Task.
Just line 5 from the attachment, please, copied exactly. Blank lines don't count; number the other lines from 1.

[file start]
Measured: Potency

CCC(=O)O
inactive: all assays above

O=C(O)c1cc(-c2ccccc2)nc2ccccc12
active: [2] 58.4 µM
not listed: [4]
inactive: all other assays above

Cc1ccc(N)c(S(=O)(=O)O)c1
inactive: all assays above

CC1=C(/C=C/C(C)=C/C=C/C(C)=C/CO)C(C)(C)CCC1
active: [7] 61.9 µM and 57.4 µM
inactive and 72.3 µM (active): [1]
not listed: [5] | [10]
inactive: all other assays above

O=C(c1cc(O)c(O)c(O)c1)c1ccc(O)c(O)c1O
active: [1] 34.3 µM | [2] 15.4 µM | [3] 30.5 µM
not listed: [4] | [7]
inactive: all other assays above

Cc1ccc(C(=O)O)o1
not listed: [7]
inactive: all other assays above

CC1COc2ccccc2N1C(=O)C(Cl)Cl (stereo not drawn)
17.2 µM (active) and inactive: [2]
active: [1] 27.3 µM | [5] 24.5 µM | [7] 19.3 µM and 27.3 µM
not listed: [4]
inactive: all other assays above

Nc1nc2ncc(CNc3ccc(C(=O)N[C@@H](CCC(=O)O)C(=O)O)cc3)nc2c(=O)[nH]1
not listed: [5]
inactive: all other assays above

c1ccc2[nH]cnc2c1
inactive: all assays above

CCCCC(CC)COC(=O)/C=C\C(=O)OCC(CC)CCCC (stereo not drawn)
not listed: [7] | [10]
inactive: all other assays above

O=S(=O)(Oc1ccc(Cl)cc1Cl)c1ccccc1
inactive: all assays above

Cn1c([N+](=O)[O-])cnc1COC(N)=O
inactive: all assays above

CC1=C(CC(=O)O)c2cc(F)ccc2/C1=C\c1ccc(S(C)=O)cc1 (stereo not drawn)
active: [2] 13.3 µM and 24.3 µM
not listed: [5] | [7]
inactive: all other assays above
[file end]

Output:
active: [2] 58.4 µM